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Sivaji mania grips Kerala too
Vijay | May 23, 2007 20:18 IST
With three more weeks for Sivaji to hit theatres, the mania has now spread to neighbouring Kerala. Speculation is rife in this state, always a strong market for Tamil cinema, about everything from the plot of the film to Rajnikanth's role.
"Tamil films have a spectacular market here and the films of some of the big stars from that state command better reception at the box-office than the other stars here," says an industry insider.
Grapevine has it that the distribution rights of Sivaji have fetched Rs 3 crores in Kerala. Do note that the figure corresponds to the production budgets of the costliest Malayalam films!
"There is no denying the fact that some fabulous experiments are happening in Tamil ,and there is no need for a regional bias when it comes to good cinema," says Johny Antony, director of films like Thuruppugulan, CID Moosa, Kochi Rajavu and Inspector Garud.
"I just can't wait to see Sivaji and I am even excited about Rajnikanth's project after this one, as Shankar brings out the ultimate in every hero. I really believe only Rajnikanth can break the myth that actors fade away trying to outdo what they have done in a Shankar film," he adds.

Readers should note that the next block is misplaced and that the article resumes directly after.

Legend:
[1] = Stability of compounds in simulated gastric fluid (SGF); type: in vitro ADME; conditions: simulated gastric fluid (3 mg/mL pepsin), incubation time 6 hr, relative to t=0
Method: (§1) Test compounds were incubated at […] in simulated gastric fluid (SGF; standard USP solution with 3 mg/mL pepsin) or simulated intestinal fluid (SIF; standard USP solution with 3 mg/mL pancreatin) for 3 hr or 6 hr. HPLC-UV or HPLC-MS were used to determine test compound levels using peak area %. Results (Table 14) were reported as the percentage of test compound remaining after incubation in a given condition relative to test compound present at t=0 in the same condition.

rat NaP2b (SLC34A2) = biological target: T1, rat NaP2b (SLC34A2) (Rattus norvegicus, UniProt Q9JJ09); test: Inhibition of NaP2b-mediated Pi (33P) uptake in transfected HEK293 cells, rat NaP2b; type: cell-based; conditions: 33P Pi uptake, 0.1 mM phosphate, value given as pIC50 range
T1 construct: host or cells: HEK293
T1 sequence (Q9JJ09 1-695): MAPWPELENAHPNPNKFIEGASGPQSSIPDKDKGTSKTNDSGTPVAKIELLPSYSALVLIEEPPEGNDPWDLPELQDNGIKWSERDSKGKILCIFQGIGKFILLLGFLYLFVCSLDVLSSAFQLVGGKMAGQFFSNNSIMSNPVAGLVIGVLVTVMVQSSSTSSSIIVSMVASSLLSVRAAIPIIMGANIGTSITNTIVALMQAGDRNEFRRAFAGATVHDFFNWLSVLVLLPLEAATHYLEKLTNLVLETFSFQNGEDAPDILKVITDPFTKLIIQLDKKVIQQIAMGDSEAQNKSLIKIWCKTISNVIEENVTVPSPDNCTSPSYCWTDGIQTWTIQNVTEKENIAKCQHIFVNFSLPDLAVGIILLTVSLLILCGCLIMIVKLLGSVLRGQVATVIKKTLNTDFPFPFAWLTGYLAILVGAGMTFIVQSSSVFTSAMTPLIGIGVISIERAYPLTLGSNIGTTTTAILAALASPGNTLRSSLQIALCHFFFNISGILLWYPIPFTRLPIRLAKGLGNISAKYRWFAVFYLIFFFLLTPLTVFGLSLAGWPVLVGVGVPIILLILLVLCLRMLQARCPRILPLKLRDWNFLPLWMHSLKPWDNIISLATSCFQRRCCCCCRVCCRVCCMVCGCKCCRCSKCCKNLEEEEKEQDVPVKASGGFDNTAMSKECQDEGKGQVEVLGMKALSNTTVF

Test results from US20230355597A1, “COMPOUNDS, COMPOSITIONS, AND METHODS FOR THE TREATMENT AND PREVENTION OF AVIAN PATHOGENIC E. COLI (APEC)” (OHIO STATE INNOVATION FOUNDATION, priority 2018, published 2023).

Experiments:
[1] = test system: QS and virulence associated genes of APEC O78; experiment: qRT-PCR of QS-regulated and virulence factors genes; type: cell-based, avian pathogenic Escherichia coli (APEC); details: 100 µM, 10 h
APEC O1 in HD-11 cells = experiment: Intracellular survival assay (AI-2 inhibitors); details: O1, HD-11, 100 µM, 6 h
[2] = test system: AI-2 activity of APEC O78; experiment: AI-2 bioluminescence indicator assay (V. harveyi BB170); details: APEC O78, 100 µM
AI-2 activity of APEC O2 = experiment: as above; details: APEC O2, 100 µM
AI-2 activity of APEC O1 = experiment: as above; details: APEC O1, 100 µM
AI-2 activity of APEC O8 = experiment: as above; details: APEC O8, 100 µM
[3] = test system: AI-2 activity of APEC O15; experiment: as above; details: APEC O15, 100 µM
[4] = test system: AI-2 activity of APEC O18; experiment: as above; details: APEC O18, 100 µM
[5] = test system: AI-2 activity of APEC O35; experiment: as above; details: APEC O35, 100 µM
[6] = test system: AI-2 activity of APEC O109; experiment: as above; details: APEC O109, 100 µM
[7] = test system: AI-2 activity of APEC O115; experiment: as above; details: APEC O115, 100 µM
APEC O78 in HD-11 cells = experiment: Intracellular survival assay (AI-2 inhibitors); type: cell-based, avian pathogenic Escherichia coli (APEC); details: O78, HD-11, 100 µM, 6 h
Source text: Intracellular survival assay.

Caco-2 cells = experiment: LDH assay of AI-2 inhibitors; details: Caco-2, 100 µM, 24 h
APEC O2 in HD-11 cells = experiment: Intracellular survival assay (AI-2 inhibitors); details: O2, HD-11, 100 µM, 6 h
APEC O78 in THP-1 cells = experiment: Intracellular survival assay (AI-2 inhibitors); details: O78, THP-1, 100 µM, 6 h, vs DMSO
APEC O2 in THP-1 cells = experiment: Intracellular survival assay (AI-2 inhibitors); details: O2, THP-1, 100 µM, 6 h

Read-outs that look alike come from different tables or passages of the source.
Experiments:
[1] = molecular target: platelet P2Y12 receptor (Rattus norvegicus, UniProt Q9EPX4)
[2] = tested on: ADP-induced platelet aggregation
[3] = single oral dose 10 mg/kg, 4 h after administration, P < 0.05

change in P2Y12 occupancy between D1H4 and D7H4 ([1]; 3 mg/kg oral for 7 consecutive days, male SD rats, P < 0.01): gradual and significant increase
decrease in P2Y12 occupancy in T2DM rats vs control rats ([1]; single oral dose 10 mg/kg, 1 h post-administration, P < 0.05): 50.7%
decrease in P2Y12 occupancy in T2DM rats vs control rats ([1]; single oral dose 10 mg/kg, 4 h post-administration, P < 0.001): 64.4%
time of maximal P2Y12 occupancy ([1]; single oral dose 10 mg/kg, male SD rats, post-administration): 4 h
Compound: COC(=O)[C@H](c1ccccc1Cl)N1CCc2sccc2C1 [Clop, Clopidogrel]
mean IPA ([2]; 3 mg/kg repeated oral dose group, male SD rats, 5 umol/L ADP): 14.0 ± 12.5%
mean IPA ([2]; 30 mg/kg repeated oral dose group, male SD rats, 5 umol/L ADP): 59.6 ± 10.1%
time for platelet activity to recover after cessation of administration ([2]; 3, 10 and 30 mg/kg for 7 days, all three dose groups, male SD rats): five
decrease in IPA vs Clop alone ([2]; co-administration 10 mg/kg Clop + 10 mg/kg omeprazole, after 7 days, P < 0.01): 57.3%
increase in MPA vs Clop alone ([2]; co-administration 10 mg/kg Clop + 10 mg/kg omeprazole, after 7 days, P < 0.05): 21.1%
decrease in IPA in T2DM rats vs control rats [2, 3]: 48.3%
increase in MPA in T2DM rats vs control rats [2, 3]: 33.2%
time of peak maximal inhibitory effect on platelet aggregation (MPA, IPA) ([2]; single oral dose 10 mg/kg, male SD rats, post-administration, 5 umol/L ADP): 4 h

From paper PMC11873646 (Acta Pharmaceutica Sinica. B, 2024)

Pradeep Nair, award winning director of the film Oridam, thinks mainly the young crowd are attracted to the various themes offered by Tamil films. "Also the movies are generally satisfying the viewers with fights, songs and colourful visuals. Besides the existing stars, new talents are coming up Tamil films," he says.
"The theatres are doing brisk business with Tamil and even Hindi films these days."
Mani K R, a distributor who released the Jeyam Ravi-Bhavana starrer Deepavali in Kerala recently, says, "Sivaji is expected to do better business than some of the Malayalam films released during Vishu. There is a certain group of loyal viewers here, which now include youngsters as well," he adds.
A prominent director from Kerala jokes that from the business angle, theatres are justified if they go for other language films apart from Malayalam ones.
Johny Antony has the last word, frankly stating that "it's perfectly okay if the viewer prefers a well crafted Tamil film over a lousy Malayalam film."